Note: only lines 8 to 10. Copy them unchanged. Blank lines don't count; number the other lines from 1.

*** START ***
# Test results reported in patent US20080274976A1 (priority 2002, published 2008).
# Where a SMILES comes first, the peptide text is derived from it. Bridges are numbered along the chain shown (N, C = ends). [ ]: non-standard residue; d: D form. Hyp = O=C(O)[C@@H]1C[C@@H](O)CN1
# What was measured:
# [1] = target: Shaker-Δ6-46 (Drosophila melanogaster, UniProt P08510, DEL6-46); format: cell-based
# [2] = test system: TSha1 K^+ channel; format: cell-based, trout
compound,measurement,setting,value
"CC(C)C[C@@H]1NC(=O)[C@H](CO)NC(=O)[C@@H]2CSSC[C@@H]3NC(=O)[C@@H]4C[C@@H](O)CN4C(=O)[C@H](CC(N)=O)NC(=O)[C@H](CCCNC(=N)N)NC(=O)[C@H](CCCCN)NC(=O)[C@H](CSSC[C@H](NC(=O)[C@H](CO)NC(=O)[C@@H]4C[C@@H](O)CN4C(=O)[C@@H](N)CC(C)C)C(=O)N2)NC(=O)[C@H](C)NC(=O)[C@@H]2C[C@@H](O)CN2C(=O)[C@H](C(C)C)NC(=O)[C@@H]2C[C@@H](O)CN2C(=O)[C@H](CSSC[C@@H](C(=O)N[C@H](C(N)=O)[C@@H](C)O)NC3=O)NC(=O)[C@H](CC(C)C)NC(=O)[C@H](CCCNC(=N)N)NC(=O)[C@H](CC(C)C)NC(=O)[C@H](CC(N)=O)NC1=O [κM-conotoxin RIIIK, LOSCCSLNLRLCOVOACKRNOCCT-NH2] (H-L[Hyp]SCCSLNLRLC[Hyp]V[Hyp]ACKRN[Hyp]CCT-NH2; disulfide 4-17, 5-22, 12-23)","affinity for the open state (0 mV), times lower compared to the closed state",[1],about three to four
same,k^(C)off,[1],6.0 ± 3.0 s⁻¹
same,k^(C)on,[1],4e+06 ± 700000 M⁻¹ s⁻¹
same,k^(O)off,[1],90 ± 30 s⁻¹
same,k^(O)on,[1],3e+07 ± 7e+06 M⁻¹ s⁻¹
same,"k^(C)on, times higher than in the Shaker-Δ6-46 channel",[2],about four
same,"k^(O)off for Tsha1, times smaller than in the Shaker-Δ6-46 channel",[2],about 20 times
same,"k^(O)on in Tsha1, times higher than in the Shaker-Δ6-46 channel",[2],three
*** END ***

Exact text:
same,k^(C)off,[1],6.0 ± 3.0 s⁻¹
same,k^(C)on,[1],4e+06 ± 700000 M⁻¹ s⁻¹
same,k^(O)off,[1],90 ± 30 s⁻¹